Here is an intriguing example of what is extolled as good music pedagogy in the context of a modern band program. Read this article by Jodie Blackshaw: http://www.jodieblackshaw.com/single-post/2016/09/08/Just-because-your-band-sounds-good-doesnt-mean-you-have-a-good-music-program
There are many things in this article that bear discussion, but I'd like to call attention to one. The author suggests that a better approach to running a band with the chief goal of "precision" or getting a band to "sound good" is to follow a model suggested by Arthur North Whitehead (1861-1947) in The Aims of Education and Other Essays: 'Romance,' 'Precision,' 'Generalisation.'
For Whitehead, “From the very beginning, children should experience the joy of discovery.” Firstly, students ‘romance’ the new material. That simply means play around with it through creative processes either on their own or with their peers. The material then transforms from being new information into something much more familiar to the student on a personal basis. Secondly, students gain the ‘precision’ required to perpetrate the new material (this is the technical aspect of the process, something that Band Directors do very well). Thirdly, students now place the material into a context that brings meaning to them, allowing a connectedness to develop between the material, the outside world and the individual.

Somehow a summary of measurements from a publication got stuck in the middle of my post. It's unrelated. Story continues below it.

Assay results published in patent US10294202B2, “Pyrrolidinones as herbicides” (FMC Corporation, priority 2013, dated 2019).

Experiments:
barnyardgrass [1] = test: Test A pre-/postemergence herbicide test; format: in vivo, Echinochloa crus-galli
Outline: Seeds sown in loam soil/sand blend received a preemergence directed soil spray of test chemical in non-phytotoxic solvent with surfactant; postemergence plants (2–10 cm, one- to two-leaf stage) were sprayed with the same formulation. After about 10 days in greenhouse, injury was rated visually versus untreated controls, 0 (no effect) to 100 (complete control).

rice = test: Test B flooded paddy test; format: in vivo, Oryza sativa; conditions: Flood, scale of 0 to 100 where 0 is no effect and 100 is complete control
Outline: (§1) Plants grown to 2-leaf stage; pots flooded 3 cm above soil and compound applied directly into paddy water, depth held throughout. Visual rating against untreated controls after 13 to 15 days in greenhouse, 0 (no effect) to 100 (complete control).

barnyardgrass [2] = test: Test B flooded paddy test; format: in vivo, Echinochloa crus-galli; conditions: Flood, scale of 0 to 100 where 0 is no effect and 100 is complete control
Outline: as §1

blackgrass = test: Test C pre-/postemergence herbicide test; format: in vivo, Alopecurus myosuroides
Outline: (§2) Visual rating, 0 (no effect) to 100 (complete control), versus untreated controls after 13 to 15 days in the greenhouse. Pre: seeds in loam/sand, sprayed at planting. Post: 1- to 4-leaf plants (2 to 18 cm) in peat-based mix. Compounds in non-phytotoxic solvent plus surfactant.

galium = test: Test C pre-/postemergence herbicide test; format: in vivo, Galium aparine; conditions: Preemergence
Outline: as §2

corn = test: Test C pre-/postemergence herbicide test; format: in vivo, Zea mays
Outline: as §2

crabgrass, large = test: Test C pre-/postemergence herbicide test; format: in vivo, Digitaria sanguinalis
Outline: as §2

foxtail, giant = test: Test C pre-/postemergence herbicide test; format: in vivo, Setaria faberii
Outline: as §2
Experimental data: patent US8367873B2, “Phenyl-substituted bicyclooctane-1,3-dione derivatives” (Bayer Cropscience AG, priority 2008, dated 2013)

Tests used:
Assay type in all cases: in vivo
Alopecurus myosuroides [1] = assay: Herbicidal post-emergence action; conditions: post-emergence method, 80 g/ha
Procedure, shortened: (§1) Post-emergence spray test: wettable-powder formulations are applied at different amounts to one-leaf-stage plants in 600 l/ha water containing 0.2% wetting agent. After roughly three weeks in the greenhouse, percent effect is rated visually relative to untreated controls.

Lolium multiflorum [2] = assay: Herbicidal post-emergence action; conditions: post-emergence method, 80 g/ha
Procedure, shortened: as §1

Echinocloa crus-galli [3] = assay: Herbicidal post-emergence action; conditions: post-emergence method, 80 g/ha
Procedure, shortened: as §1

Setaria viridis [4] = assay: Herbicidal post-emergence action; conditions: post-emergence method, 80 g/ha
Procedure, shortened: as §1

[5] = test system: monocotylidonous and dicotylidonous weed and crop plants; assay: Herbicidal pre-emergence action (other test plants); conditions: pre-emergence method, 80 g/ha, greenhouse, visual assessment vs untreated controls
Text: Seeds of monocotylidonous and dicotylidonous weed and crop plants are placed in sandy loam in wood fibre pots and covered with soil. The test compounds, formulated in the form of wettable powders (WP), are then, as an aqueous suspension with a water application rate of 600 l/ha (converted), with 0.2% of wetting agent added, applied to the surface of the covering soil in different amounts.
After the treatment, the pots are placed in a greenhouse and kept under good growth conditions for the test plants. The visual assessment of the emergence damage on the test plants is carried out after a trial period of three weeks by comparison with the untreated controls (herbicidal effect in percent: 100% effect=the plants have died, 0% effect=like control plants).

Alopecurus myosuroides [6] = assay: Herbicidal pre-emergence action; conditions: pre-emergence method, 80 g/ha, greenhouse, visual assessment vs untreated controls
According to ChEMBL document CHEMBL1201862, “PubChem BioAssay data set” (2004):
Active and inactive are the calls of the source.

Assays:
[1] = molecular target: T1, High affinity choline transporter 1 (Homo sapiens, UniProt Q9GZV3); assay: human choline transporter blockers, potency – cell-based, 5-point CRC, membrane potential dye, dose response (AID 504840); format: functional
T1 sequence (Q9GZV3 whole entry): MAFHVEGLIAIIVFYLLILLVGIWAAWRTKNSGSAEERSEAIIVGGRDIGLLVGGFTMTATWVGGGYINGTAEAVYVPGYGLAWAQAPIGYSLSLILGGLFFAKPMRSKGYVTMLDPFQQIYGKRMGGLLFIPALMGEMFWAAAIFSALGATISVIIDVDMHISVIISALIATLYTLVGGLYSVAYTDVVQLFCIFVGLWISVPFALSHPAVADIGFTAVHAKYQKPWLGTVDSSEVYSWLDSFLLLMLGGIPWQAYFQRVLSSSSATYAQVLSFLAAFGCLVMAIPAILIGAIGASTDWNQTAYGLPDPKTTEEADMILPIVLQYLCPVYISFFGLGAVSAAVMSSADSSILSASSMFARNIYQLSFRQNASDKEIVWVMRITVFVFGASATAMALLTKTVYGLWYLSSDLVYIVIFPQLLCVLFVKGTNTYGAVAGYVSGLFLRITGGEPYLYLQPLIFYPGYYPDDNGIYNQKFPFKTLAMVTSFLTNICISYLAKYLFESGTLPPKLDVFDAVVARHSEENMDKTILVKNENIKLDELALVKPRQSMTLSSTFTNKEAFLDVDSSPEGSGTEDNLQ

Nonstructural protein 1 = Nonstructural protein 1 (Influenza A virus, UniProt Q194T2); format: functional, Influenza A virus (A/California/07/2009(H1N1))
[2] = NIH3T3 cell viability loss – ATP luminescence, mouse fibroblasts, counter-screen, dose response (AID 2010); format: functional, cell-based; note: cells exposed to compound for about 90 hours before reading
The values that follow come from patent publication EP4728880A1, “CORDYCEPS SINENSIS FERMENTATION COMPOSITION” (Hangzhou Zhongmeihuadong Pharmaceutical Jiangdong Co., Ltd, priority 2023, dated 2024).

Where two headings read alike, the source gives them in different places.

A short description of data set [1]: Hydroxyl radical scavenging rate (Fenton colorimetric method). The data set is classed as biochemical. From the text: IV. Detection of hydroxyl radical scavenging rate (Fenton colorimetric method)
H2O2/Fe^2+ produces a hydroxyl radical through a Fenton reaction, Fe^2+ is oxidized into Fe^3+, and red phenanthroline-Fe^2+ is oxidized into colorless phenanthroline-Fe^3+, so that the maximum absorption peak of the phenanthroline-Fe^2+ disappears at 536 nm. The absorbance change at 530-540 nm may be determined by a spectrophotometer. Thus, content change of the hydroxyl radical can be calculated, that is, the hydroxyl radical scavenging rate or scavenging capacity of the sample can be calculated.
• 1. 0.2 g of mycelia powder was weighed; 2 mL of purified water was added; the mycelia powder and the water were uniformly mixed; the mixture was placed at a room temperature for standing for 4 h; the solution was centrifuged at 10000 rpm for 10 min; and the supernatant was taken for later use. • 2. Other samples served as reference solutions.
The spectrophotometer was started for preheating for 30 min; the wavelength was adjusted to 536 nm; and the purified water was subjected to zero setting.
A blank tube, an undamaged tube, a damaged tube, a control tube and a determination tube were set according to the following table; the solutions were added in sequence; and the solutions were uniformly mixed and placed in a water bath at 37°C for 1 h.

For many Directors, their programs start and end with the ‘Precision’ component of the educational journey. Little consideration is given to contextualization, and how many times have you heard a fellow colleague say ‘I would do more composition/creative activities, I just don’t have time’ ?
Romance is not just about creativity, it’s focus is self discovery, a vital educational ingredient for the 21st century child. It’s possible to add a little romance into every rehearsal without too much effort at all. In fact, teaching strategies that engage the students creatively allow you a moment to step down from the podium, and regain your thoughts. Teaching with this approach provides much needed opportunities to rest your own brain a little - thus helping you to regain focus on the reason you are there - the music.
Did you notice the upending of the order of grammar, logic, and rhetoric and the heavy emphasis on the student's experience? This is the kind of thinking that permeates modern music education. Blackshaw would have us put play and creativity first. A student may want to play with a musical idea, and that might even be considered a noble task, but until a foundation of grammar and logic is laid, any "creative expression" (rhetoric) will be haphazard and misguided at best. It is far better to have, in the end, a rhetorical specimen that is good, true, and beautiful than one whose sole virtue is that it is "mine."